With a huge selection of free circles and additional activities, children are not loaded with them. French parents believe that it is much more important to introduce children to the world around them, to different tastes of food and to give them time for independent play. At the playground, mothers often stand aside and communicate with each other while their children themselves play and explore the world through tactile, gustatory and visual sensations. School education is built on the same principle. History, biology, geography and other sciences are taught using real examples.

– History lessons can be held in castles, biology classes – in the form of a three-day trip to the farm, after which each child receives a certificate that he has completed, for example, a course in horse care. A technology lesson was once held in a vineyard where schoolchildren were taught how to harvest and showed them the processes of fermentation and fermentation. When I first accompanied Alice's class on an outing to the Château de Vaux-le-Vicomte (Château de Vaux-le-Vicomte), I was amazed that no one chatted or played around during the excursion.

Freedom, equality, nursery: how children are raised in France

The history of the former owner of the castle, Nicolas Fouquet, who was in charge of Louis XIV's finances, the children listened to very carefully, making notes in notebooks. Before the start of the lesson in the castle, the guide gave them programs with charades, questions and crosswords on the topic. The one who answered without errors received a small present at the end. Instead of the usual art history lesson in the classroom, the students were taken to the Orangerie Museum in Paris. They were told not only about the life and work of artists, but also taught to “read” paintings. Together with the teacher, the children tried to understand what the artist wanted to say with his work, and then each wrote water lilies based on Monet's painting.

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Creative order

The French, both at the state and private levels, care about the comprehensive development of future citizens. Almost every store has a studio where they hold master classes for children for a nominal fee.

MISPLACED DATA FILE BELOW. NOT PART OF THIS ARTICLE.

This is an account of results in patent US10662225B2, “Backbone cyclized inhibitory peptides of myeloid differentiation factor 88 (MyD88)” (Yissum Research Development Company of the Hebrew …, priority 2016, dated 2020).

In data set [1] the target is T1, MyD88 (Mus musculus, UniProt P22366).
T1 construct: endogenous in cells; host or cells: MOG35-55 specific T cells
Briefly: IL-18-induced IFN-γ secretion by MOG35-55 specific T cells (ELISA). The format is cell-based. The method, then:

– In the Leonardo art supply store, I paid only five euros for a three-hour lesson. My daughter made fairy wings and a brocade skirt. She spent a lot of materials. I glued only feathers and rhinestones for a hundred euros. I was very worried and at the end of the lesson I asked the teacher if I needed to pay extra for the materials used. To which they answered: no one counts how much glue and beads children will spend, because the development of their imagination is much more important.

Freedom, equality, nursery: how children are brought up in France

Freedom of expression is encouraged in all manifestations. And when it comes to punishing academic failure or bad behavior, parents are pretty lenient. For faults, they can limit the time spent on the phone, or deprive them of sweets, nothing more.

– Alice has two best friends – Jade and Raphael. Parents allow them and gatherings until late in the evening, and overnight stays at each other's homes. The girls visit the Mikado Center for Teenagers together, where various interesting events are held on weekends, from master classes in making pancakes to evening discos. Independent living is good for girls. At the age of 12, they are able to cook their own dinner, clean their room, do their laundry.

At first, Alice was helped a little by her French grandmother, but gradually her daughter learned to cope with everything herself – she gets to the neighboring city to study at the college by bus with her friends. I remember how after the move I tried to control Alice's every step, to surround her with special care in order to somehow smooth out the stress due to the new language environment and environment. But my husband quickly weaned me from this. He constantly reminded me to give her more freedom, let her choose her own clothes and even extra classes at school. Her husband immediately gave her a separate room in the house, where she can do whatever she wants. Every French child knows that he has a personal territory, the boundaries of which the parents do not violate. At the same time, children, in turn, do not claim the time and territory of their parents, leaving them the opportunity to be alone.


Material published in Vokrug Sveta No. 9, September 2019

Daria Karelina